Review+Photos: KSHE Pig Roast 2019
KSHE95’s annual Pig Roast went off without a hitch this year at Hollywood Casino Amphitheater. The lineup featured 9 of classic rock’s rootsier groups, most of which were famous (or, infamous – cue the expected demands for more cowbell) for one or a few hits.
“A ha” moments came from deep in the band’s setlists, namely when April Wine broke into their 1981 single, “Just Between You And Me”. However, long-time fans were eagerly anticipating the performance and sang along from the first song.
The festival featured two stages within the venue: The main stage that we all know and a side stage set up just to the right as you enter the venue. The space provided standing room on the blacktop for thousands of fans to enjoy between main stage sets.
The side stage hosted a newer group with the grit of seasoned classic rock, The Black Moods. The three-piece rocked faces right out of the gate and had an impressive attendance given the early start time of the festival. They never held back, blowing out rock riffs and undoubtedly gaining more fans.
Shaman’s Harvest cracked open the main stage in a similar fashion to The Black Moods: rocking hard, bringing it all to the stage, loud and proud, and unapologetically. From down the way a bit in Jefferson City, Missouri, their frontman, Nathan Hunt, seemed to channel the authenticity of Ronnie Van Zant with an inflection from the likes of Hetfield. Collectively, the band proved their natural stage presence and performed a completely unapologetic set.
Other acts to grace the side stage included a royal rock fuck from Royal Bliss, along with Kansas City boys, Missouri. (Fun fact: I actually own a bass amp once owned by band. Oh, and I just found this out last week.).
Headlining the main stage of the event was another group that originated in Kansas City, Missouri. Shooting Star graced their life-long fans in attendance with a set that received an “A” for effort in the noticeable absence of their former frontman, Van McLain.
Van was a vital part of the essence of the group and a permanent, deep scar remains in his absence. McLain passed away in 2018 after a 3-year long and arduous fight against the West Nile virus. He was one of a kind and I express this with the utmost sincerity. He was a star in the eyes of so many and made a forever-lasting impact on the lives of many.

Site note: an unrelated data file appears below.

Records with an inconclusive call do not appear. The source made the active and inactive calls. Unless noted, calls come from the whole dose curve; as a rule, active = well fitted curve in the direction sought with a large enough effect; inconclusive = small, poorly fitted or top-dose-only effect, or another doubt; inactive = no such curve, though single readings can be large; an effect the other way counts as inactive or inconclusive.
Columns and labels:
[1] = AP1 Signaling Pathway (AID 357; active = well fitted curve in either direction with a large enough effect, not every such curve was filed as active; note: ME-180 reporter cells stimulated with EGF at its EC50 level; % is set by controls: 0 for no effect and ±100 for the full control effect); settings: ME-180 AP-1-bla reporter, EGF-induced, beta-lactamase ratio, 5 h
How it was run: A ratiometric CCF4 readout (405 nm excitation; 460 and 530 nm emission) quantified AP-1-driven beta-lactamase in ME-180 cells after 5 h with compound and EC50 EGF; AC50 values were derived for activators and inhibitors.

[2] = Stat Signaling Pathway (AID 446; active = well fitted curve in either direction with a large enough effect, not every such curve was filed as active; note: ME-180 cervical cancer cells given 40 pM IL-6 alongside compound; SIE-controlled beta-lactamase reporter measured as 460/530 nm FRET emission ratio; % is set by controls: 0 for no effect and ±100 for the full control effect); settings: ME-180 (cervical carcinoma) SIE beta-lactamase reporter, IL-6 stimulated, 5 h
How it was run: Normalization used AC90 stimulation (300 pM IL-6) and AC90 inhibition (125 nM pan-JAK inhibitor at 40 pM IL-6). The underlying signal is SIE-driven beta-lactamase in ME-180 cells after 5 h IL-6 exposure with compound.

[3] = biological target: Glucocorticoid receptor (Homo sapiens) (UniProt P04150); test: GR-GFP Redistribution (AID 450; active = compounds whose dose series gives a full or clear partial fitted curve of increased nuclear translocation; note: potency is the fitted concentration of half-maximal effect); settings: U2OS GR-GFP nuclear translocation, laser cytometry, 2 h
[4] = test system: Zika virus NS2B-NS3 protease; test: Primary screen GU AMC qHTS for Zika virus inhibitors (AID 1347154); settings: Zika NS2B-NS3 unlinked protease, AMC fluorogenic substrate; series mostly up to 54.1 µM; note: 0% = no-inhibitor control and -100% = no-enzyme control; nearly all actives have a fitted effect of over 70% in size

Shaman’s Harvest broke in the main stage for the subsequent April Wine, Blue Oyster Cult, and RATT before their beloved headliner, Slash f. Myles Kennedy and the Co-Conspirators, blazed the stage for what many would claim was anticlimactic, at best, if you’re discounting the actual presence of greatness. Others would claim that the set ripped guts, having marked off one more thing from their bucket lists.
I’ll admit, seeing the devilishly celestial rock god in person, I was paralyzed in awe. With that said, after the first three songs, I was good to go.
That is, until our own homegrown axe man, Richard Fortus who joined Guns N’ Roses in 2002, joined them on stage for a cover of GNR’s “Night Train”. This was the highlight of the show until the extended solos rounding out the night.
Overall, it was a great day for several thousand classic rock heads. We all braved the heat, got along very well, consumed an inordinate amount of alcohol (lesson learned here), and celebrated nostalgia with each other. Now we wait a whole.nother.year! until our next rockfuck.
God bless you, KSHE95.